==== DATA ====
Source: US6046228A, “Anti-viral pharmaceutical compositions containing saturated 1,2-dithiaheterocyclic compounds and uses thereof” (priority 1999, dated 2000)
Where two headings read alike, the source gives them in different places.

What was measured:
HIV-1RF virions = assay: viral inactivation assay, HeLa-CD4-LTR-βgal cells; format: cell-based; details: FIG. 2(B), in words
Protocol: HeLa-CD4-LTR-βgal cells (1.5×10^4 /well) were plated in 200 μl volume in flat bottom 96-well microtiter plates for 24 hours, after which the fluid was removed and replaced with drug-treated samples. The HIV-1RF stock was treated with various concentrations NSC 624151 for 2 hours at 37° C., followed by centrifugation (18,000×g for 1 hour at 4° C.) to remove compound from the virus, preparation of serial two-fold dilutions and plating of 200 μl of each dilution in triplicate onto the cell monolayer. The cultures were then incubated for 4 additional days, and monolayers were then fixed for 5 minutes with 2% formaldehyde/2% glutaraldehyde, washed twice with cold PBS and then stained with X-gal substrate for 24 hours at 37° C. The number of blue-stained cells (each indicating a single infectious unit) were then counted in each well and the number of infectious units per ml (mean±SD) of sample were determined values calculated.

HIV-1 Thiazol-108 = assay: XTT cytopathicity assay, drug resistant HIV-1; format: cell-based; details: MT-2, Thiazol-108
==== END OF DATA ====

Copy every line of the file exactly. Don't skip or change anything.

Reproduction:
Source: US6046228A, “Anti-viral pharmaceutical compositions containing saturated 1,2-dithiaheterocyclic compounds and uses thereof” (priority 1999, dated 2000)
Where two headings read alike, the source gives them in different places.

What was measured:
HIV-1RF virions = assay: viral inactivation assay, HeLa-CD4-LTR-βgal cells; format: cell-based; details: FIG. 2(B), in words
Protocol: HeLa-CD4-LTR-βgal cells (1.5×10^4 /well) were plated in 200 μl volume in flat bottom 96-well microtiter plates for 24 hours, after which the fluid was removed and replaced with drug-treated samples. The HIV-1RF stock was treated with various concentrations NSC 624151 for 2 hours at 37° C., followed by centrifugation (18,000×g for 1 hour at 4° C.) to remove compound from the virus, preparation of serial two-fold dilutions and plating of 200 μl of each dilution in triplicate onto the cell monolayer. The cultures were then incubated for 4 additional days, and monolayers were then fixed for 5 minutes with 2% formaldehyde/2% glutaraldehyde, washed twice with cold PBS and then stained with X-gal substrate for 24 hours at 37° C. The number of blue-stained cells (each indicating a single infectious unit) were then counted in each well and the number of infectious units per ml (mean±SD) of sample were determined values calculated.

HIV-1 Thiazol-108 = assay: XTT cytopathicity assay, drug resistant HIV-1; format: cell-based; details: MT-2, Thiazol-108